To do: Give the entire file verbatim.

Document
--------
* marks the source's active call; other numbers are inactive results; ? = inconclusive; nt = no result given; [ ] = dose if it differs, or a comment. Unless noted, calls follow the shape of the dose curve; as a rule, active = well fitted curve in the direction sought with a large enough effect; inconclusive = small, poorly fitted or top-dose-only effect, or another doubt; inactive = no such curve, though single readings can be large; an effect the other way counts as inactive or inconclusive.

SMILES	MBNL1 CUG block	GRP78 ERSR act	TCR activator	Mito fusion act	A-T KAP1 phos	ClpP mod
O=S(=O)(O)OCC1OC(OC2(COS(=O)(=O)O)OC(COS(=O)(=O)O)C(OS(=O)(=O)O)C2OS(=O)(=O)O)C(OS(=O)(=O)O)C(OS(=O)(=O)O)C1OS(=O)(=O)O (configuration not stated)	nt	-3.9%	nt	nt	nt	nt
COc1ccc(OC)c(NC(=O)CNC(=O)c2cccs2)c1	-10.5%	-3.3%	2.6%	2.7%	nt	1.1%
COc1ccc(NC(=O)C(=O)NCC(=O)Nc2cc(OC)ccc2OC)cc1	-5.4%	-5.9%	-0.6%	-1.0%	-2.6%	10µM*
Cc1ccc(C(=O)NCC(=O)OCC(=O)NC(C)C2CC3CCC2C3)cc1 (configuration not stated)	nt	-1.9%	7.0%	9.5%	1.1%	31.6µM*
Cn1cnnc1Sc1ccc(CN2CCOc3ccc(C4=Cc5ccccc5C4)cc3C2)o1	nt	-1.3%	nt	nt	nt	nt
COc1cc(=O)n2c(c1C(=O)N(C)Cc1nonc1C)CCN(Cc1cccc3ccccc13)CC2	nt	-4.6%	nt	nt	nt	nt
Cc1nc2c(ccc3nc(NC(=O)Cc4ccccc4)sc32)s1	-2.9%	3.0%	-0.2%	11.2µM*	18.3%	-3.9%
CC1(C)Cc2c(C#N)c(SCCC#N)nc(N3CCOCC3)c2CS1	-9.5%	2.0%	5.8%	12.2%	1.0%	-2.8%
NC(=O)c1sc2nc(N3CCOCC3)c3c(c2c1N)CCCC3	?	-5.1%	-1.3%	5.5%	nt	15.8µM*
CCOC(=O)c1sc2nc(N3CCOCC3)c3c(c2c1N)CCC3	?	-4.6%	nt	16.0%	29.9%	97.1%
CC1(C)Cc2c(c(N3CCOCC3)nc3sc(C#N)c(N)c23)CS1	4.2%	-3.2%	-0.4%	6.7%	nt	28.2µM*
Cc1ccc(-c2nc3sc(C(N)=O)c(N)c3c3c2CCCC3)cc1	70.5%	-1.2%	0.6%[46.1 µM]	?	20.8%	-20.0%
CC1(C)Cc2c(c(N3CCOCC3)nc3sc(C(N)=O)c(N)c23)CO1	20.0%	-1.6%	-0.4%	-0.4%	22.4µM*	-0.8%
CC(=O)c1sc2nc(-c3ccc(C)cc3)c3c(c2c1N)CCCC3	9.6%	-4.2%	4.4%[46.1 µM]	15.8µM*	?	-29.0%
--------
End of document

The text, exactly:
* marks the source's active call; other numbers are inactive results; ? = inconclusive; nt = no result given; [ ] = dose if it differs, or a comment. Unless noted, calls follow the shape of the dose curve; as a rule, active = well fitted curve in the direction sought with a large enough effect; inconclusive = small, poorly fitted or top-dose-only effect, or another doubt; inactive = no such curve, though single readings can be large; an effect the other way counts as inactive or inconclusive.

SMILES	MBNL1 CUG block	GRP78 ERSR act	TCR activator	Mito fusion act	A-T KAP1 phos	ClpP mod
O=S(=O)(O)OCC1OC(OC2(COS(=O)(=O)O)OC(COS(=O)(=O)O)C(OS(=O)(=O)O)C2OS(=O)(=O)O)C(OS(=O)(=O)O)C(OS(=O)(=O)O)C1OS(=O)(=O)O (configuration not stated)	nt	-3.9%	nt	nt	nt	nt
COc1ccc(OC)c(NC(=O)CNC(=O)c2cccs2)c1	-10.5%	-3.3%	2.6%	2.7%	nt	1.1%
COc1ccc(NC(=O)C(=O)NCC(=O)Nc2cc(OC)ccc2OC)cc1	-5.4%	-5.9%	-0.6%	-1.0%	-2.6%	10µM*
Cc1ccc(C(=O)NCC(=O)OCC(=O)NC(C)C2CC3CCC2C3)cc1 (configuration not stated)	nt	-1.9%	7.0%	9.5%	1.1%	31.6µM*
Cn1cnnc1Sc1ccc(CN2CCOc3ccc(C4=Cc5ccccc5C4)cc3C2)o1	nt	-1.3%	nt	nt	nt	nt
COc1cc(=O)n2c(c1C(=O)N(C)Cc1nonc1C)CCN(Cc1cccc3ccccc13)CC2	nt	-4.6%	nt	nt	nt	nt
Cc1nc2c(ccc3nc(NC(=O)Cc4ccccc4)sc32)s1	-2.9%	3.0%	-0.2%	11.2µM*	18.3%	-3.9%
CC1(C)Cc2c(C#N)c(SCCC#N)nc(N3CCOCC3)c2CS1	-9.5%	2.0%	5.8%	12.2%	1.0%	-2.8%
NC(=O)c1sc2nc(N3CCOCC3)c3c(c2c1N)CCCC3	?	-5.1%	-1.3%	5.5%	nt	15.8µM*
CCOC(=O)c1sc2nc(N3CCOCC3)c3c(c2c1N)CCC3	?	-4.6%	nt	16.0%	29.9%	97.1%
CC1(C)Cc2c(c(N3CCOCC3)nc3sc(C#N)c(N)c23)CS1	4.2%	-3.2%	-0.4%	6.7%	nt	28.2µM*
Cc1ccc(-c2nc3sc(C(N)=O)c(N)c3c3c2CCCC3)cc1	70.5%	-1.2%	0.6%[46.1 µM]	?	20.8%	-20.0%
CC1(C)Cc2c(c(N3CCOCC3)nc3sc(C(N)=O)c(N)c23)CO1	20.0%	-1.6%	-0.4%	-0.4%	22.4µM*	-0.8%
CC(=O)c1sc2nc(-c3ccc(C)cc3)c3c(c2c1N)CCCC3	9.6%	-4.2%	4.4%[46.1 µM]	15.8µM*	?	-29.0%